Seemingly messy and chaotic, the landscapes and urban life of cities in Asia possess an order and hierarchy that often challenges understanding and appreciation. With contributions by a cross-disciplinary group of authors, Messy Urbanism: Understanding the “Other” Cities of Asia examines a range of cases in Asia to explore the social and institutional politics of urban formality and the contexts in which this “messiness” emerges or is constructed. The book brings a distinct perspective to the broader patterns of informal urban orders and processes as well as their interplay with formalized systems and mechanisms. It also raises questions about the production of cities, cityscapes, and citizenship.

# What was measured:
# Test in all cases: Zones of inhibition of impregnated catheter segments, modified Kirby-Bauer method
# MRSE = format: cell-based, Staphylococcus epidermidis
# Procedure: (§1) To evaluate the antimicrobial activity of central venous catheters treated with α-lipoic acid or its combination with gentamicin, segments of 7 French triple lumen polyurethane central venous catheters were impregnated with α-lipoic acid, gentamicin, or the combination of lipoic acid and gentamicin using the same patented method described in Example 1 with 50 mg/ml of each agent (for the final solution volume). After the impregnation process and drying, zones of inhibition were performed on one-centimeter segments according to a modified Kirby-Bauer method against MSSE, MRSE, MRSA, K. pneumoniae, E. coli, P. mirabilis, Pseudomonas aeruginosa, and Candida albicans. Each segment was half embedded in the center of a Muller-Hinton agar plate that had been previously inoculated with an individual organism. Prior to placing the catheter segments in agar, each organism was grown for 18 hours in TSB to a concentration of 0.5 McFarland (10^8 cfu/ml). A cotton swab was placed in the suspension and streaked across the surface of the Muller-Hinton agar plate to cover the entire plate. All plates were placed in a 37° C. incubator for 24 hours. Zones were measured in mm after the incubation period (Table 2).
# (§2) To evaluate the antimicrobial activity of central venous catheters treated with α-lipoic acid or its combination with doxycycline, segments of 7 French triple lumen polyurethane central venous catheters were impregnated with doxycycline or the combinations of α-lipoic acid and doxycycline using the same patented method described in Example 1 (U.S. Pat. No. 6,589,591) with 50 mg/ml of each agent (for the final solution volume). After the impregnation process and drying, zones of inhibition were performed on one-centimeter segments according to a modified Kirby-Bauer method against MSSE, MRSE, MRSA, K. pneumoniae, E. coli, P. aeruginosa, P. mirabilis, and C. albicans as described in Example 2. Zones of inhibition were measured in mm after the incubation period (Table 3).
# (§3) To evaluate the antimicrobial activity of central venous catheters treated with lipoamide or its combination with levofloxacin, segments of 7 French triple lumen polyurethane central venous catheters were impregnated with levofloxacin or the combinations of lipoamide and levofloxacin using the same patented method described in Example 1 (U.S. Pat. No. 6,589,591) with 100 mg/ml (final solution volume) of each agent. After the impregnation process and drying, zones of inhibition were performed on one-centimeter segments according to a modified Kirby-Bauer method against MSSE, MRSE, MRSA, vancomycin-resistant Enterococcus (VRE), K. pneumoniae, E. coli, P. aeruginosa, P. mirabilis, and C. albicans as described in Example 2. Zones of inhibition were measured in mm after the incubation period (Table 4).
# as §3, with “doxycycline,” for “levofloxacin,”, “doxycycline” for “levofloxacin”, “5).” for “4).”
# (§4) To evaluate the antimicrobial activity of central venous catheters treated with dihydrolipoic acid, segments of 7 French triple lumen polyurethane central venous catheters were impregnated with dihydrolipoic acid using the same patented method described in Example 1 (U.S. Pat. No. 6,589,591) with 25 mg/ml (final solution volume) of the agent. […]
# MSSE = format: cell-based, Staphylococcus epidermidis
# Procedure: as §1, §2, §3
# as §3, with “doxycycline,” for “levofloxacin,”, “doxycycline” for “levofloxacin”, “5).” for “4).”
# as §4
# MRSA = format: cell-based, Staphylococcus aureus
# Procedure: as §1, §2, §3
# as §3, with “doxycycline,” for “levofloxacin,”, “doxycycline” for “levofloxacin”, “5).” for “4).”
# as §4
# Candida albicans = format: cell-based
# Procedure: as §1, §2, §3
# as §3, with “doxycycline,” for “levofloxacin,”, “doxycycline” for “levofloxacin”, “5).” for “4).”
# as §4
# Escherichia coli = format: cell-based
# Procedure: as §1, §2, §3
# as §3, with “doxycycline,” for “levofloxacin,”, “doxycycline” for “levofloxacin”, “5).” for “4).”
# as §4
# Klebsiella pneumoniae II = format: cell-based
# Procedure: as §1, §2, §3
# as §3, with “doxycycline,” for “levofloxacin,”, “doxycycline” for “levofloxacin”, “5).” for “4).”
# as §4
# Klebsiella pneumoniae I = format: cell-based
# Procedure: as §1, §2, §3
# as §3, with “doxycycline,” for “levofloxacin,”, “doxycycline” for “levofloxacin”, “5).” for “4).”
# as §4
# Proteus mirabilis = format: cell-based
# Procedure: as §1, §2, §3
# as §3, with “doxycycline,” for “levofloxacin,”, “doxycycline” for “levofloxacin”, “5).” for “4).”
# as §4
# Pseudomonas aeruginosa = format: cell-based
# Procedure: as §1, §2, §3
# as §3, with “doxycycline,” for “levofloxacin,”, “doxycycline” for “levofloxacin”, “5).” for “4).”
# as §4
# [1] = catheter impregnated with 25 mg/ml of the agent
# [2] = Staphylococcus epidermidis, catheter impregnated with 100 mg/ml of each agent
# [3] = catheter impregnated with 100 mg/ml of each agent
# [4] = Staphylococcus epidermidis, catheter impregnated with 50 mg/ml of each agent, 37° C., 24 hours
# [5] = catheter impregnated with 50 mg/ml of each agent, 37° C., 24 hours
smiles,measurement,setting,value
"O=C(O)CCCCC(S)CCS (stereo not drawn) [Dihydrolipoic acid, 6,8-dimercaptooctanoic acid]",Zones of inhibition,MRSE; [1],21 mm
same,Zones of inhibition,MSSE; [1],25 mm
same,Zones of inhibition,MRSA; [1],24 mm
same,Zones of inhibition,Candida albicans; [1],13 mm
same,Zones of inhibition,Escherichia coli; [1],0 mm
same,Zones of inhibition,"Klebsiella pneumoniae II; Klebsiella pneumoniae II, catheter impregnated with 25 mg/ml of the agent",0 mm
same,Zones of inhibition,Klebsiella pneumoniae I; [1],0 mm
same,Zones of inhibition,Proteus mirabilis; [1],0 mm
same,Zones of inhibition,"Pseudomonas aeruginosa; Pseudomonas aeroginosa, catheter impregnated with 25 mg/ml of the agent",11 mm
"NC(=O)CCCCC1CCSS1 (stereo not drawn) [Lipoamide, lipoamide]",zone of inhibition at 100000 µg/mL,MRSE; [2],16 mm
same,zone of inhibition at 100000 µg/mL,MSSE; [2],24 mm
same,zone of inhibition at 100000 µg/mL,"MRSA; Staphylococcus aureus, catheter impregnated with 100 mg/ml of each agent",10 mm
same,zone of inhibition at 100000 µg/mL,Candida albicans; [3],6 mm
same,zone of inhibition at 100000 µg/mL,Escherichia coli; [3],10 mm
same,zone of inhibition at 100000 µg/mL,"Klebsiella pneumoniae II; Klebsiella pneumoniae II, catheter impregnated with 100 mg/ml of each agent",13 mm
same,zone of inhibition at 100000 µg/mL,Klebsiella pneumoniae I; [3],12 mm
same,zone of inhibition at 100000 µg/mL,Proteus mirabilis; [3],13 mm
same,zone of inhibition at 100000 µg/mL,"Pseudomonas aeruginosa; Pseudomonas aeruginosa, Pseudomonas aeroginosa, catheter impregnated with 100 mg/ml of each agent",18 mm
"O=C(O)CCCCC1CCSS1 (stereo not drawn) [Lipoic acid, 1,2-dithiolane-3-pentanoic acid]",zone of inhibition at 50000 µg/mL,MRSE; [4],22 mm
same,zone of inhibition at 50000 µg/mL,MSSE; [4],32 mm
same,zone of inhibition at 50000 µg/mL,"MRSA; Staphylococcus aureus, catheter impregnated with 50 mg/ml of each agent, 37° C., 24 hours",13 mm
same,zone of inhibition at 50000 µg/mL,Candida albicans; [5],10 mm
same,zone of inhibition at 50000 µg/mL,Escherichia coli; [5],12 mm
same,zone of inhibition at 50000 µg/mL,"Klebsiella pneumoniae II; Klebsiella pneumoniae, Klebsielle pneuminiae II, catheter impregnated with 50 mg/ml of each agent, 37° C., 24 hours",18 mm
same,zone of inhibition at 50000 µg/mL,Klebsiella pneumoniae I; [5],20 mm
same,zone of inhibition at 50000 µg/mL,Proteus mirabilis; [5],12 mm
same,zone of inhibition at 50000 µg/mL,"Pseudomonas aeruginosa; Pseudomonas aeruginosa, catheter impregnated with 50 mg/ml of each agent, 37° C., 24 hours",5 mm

Messy Urbanism will appeal to professionals, students, and scholars in the fields of urban studies, architecture, landscape architecture, planning and policy, as well as Asian studies.